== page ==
recovered after the PROI fire in 1922 was carried out in 2017 and a short
cleaning project for some of the material followed in 2018. I started the
sheet-by-sheet flattening of the roll in September 2019 and I was aiming to have
it completed before Easter 2020. Sheet- by- sheet flattening began in September
2019 and progressed at a steady pace, and the work was completed
in early June 2020.
Zoë Reid: A biographical note
I am the senior conservator in the National Archives of Ireland, where I have worked since 2002. I specialise in the conservation of historic documents. My work can range from assessing the needs and treating a single manuscript to developing treatment options and workflow programmes for large collections of many thousands of archival records. Safeguarding the long-term preservation of the national collection and ensuring safe public access to the archives are principal goals. I am also a specialist in collection care and disaster management and collections recovery.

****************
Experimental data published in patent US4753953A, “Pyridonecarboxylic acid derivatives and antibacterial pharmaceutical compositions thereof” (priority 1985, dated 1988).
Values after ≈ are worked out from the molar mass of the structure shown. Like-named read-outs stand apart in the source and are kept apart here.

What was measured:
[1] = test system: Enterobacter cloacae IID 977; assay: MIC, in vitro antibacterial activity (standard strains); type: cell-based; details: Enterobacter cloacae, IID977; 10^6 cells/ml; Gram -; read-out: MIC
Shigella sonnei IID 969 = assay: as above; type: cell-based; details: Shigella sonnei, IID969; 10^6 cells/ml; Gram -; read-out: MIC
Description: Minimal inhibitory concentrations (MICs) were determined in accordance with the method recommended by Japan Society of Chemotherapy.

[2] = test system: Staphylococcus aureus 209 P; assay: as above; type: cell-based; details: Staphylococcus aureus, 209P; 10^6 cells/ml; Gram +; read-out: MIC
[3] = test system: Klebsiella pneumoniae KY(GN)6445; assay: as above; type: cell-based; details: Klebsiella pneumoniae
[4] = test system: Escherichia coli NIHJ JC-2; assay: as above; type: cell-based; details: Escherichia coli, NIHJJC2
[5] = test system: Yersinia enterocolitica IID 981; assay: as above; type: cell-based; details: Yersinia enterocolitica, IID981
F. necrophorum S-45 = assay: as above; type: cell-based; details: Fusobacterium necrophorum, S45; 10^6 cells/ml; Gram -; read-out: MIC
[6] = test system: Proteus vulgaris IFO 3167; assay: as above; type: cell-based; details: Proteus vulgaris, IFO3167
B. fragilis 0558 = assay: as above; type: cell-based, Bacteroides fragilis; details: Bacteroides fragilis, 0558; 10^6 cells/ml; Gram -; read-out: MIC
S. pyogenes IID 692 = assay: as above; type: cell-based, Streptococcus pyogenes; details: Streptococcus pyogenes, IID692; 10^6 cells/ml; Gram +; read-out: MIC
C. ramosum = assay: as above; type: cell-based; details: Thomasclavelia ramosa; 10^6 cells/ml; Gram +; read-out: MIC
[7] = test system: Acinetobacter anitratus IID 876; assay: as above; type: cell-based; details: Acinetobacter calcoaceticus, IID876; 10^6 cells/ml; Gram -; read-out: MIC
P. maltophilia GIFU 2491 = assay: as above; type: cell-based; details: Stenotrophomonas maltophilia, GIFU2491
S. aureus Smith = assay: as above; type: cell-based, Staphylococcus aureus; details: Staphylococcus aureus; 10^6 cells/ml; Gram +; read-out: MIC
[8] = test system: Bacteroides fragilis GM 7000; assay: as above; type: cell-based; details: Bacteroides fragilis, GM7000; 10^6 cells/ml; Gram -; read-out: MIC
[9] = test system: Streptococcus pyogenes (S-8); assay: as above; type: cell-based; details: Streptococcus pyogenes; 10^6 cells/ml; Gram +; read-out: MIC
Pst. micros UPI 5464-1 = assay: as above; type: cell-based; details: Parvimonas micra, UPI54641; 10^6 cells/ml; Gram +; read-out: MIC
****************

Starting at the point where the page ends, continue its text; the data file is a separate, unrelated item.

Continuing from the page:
There are so many amazing things about Beyond 2022 and the conservation work that it is allowing me to do, it really does feel like once in a lifetime project! I am getting the chance to develop and refine conservation techniques on documents that have waited for nearly 100 years to be cleaned and conserved.
The project has given me the opportunity to collaborate with historians to understand more about the context of the documents that I am working on, and I have to say I love their enthusiasm. I am also getting the excuse to engage with heritage scientists to explore the documents in more depth, there is so much we can learn by using scientific analysis, to enhance our understanding of what we can see and also what we cannot see. It is also a pleasure to be able to share the results of all this hard work with researchers, other conservators, and the public.